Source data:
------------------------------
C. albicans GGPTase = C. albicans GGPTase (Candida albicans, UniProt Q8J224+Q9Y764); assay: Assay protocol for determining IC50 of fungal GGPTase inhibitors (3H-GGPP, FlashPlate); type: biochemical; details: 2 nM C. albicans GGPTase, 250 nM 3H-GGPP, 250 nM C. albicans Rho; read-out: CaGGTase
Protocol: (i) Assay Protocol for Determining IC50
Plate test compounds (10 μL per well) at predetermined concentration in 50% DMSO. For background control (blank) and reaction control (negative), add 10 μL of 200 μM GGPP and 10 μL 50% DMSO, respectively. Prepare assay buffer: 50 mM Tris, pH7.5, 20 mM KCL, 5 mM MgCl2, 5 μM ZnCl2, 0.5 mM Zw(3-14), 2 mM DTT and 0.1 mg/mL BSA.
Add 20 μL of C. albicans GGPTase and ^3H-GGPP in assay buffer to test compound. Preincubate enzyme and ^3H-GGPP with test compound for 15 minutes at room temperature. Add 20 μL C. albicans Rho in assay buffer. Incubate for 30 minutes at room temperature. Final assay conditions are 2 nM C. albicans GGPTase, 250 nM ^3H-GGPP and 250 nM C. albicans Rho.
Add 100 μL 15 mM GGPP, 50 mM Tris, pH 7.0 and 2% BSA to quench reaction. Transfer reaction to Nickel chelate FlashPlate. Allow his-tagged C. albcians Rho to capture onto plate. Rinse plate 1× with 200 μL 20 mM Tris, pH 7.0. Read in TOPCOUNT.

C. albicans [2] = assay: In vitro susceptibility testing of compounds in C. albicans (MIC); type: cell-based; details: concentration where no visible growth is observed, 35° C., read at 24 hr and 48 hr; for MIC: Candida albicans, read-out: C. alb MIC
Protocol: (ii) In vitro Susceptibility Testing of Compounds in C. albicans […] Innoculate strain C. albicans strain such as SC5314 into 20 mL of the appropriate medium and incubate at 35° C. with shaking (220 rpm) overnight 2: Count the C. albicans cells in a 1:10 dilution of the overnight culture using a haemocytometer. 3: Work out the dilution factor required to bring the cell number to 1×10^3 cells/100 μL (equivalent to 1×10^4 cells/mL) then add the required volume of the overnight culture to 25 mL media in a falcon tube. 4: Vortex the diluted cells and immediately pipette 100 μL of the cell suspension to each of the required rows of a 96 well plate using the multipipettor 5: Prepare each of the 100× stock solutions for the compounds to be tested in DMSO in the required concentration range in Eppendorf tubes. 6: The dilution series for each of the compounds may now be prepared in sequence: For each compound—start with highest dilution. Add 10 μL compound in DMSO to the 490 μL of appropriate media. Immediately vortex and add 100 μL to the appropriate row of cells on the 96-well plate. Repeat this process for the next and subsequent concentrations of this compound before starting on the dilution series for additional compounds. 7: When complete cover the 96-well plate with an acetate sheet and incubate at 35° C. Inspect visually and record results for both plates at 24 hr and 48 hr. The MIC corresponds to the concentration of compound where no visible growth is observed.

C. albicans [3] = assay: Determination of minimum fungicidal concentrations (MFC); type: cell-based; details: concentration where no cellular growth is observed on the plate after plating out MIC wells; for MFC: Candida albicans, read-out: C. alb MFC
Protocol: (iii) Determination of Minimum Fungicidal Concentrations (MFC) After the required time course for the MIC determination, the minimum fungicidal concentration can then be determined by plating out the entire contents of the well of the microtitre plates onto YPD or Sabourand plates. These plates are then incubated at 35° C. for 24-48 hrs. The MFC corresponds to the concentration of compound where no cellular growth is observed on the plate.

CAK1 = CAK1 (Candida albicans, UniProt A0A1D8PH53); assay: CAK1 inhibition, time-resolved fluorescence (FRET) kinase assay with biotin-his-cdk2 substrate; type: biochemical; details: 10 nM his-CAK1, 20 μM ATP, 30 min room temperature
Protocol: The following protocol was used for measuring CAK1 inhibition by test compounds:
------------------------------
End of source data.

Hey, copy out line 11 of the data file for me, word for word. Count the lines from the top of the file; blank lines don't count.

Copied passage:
Protocol: The following protocol was used for measuring CAK1 inhibition by test compounds: